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kpuser

Separating Main from Container

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When I detach my main canopy from my container in order to sell it, do I keep my:
- Deployment Bag
- Pilot Chute and Bridal
- Toggles
- Risers
?????

Also, is it difficult to detach any of this stuff? It seems like it should be pretty easy. I've got slinks attached to a Silhouette 190 and a Mirage G4.1 container.

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No, all that goes with your main is the slider and slinks.

It is very easy - but if it's your first time ask a rigger to show you.

Hooking it up right is more important than how you dismantle it!
"The ground does not care who you are. It will always be tougher than the human behind the controls."

~ CanuckInUSA

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Yes, separate all of the above from the main. They stay with the container.

As for the slinks - depends on what you agreed to with the buyer. They're very straightforward to take off.

No matter what, it's an extremely cool thing to do to send the canopy on a card with the line groups labeled. The manufacturers make them, but it's easy enough to do yourself; just get a good stiff piece of cardboard and label it front left/front right, rear left/rear right and poke/punch a hole through the cardboard and feed the line group through the appropriate hole. You can tie a rubber band around the bottom of the line group to keep it all tidy.

Your buyer will REALLY appreciate not having to untangle a mess of loose lines.
"There is only one basic human right, the right to do as you damn well please. And with it comes the only basic human duty, the duty to take the consequences." -P.J. O'Rourke

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No matter what, it's an extremely cool thing to do to send the canopy on a card with the line groups labeled. The manufacturers make them, but it's easy enough to do yourself; just get a good stiff piece of cardboard and label it front left/front right, rear left/rear right and poke/punch a hole through the cardboard and feed the line group through the appropriate hole. You can tie a rubber band around the bottom of the line group to keep it all tidy.

Your buyer will REALLY appreciate not having to untangle a mess of loose lines.



May I disagree ?
Lines on links.
Linegroups daisy chained.

Cards just add an extra step (I will go as far as say they are a pain in the ass), as any self respecting rigger will still do a full continuity check before assembly. My friendly neighborhood veteran Master Rigger seems to be of the same opinion.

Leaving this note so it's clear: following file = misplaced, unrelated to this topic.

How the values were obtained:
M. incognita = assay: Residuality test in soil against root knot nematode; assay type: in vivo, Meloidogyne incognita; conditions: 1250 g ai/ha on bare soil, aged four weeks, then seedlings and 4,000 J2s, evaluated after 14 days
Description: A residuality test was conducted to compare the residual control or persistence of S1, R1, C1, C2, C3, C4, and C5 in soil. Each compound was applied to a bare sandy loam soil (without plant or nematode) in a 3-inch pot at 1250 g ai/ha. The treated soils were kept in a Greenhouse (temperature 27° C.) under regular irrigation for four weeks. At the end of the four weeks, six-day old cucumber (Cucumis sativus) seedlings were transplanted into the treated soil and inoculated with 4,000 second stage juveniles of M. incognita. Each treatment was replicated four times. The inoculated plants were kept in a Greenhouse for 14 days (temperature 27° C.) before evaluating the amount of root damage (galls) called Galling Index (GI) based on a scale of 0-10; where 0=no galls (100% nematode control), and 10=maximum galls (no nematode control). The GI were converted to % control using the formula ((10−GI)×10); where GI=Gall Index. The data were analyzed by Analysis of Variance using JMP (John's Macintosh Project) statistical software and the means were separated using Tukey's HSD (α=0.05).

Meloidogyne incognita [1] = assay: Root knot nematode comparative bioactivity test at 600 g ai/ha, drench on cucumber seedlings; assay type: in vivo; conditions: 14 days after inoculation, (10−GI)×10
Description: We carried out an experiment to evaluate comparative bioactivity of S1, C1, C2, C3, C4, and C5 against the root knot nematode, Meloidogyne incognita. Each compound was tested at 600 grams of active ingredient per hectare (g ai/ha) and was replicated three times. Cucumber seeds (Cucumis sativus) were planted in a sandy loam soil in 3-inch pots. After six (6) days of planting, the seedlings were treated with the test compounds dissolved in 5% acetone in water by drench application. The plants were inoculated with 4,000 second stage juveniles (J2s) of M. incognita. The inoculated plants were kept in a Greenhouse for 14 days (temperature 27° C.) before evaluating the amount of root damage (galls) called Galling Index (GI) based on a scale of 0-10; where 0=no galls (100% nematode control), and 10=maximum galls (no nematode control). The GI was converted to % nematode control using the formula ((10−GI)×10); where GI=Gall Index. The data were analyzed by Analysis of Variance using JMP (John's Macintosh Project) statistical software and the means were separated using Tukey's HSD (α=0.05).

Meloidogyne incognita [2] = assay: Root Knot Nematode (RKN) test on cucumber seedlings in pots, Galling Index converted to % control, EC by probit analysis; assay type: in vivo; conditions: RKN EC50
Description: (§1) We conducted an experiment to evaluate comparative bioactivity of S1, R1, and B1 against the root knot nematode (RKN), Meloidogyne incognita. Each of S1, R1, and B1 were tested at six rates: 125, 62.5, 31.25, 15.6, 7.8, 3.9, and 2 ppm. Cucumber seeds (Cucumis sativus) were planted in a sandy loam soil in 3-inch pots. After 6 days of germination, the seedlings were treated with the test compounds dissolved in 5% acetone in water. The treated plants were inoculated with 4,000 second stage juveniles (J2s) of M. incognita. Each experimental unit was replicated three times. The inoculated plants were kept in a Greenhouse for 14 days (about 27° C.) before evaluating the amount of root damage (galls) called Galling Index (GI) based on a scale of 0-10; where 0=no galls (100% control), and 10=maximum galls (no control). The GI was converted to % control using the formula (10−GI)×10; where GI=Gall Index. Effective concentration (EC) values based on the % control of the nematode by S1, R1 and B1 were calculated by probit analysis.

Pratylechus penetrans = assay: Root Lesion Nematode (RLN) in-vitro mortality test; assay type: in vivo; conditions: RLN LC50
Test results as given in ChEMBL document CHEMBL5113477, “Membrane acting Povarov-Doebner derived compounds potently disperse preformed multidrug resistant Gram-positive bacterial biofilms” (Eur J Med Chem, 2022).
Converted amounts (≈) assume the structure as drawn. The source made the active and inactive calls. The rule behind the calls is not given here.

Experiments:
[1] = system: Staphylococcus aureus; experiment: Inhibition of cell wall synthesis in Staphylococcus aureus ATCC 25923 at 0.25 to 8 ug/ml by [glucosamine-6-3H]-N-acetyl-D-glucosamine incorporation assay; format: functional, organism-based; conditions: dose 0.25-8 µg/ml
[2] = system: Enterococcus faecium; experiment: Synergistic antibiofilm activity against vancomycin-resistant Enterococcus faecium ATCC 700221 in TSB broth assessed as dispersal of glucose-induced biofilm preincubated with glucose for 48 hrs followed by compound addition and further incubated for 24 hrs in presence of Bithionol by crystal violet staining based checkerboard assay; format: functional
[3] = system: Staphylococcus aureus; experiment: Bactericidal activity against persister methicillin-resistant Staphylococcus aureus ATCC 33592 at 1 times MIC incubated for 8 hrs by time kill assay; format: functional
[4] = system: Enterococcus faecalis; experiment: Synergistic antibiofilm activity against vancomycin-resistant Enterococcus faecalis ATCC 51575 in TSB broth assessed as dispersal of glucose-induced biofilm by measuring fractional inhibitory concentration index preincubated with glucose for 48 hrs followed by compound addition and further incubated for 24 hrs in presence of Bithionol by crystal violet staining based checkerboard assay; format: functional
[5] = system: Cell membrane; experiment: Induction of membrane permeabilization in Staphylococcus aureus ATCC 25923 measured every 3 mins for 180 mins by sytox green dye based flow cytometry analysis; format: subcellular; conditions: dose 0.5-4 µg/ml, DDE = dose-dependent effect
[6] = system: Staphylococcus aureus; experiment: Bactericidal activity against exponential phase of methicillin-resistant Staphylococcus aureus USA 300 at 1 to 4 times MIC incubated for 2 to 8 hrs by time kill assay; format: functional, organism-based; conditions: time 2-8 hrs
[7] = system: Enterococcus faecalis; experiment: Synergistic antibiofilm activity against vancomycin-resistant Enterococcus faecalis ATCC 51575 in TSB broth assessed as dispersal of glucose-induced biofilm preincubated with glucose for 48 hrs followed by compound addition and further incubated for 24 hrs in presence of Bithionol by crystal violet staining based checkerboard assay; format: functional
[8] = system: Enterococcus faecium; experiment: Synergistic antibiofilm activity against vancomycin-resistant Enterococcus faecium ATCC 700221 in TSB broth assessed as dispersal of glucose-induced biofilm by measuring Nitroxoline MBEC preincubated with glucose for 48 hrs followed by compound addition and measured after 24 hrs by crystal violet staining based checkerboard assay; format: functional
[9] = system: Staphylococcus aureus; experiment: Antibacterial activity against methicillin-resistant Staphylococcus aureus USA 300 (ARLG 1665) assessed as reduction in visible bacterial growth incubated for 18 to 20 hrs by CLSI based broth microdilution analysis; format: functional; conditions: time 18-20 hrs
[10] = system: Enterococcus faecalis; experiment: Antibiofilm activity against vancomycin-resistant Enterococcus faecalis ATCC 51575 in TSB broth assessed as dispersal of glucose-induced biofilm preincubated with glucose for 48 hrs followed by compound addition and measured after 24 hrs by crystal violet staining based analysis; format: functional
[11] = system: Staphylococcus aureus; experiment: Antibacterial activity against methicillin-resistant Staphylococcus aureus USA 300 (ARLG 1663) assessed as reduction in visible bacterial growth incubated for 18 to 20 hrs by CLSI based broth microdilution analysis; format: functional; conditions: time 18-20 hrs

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No matter what, it's an extremely cool thing to do to send the canopy on a card with the line groups labeled. The manufacturers make them, but it's easy enough to do yourself; just get a good stiff piece of cardboard and label it front left/front right, rear left/rear right and poke/punch a hole through the cardboard and feed the line group through the appropriate hole. You can tie a rubber band around the bottom of the line group to keep it all tidy.

Your buyer will REALLY appreciate not having to untangle a mess of loose lines.



May I disagree ?
Lines on links.
Linegroups daisy chained.

Cards just add an extra step (I will go as far as say they are a pain in the ass), as any self respecting rigger will still do a full continuity check before assembly. My friendly neighborhood veteran Master Rigger seems to be of the same opinion.



I agree with you on the links, but I also think it's one of those things that (as a buyer) you should clarify with the seller. The last main that I purchased used the seller didn't have links to send with it for whatever reason. I just needed to know that so I could make sure to have a set of slinks on hand.

As for your technique, sounds like a good one, too. I think it accomplishes the same thing as using a card, which is that you don't get the canopy as a nasty mess of lines. I typically do my own assembly on mains and of course do a full continuity check in the process, and having the lines organized (by whatever technique) makes starting that process a lot easier.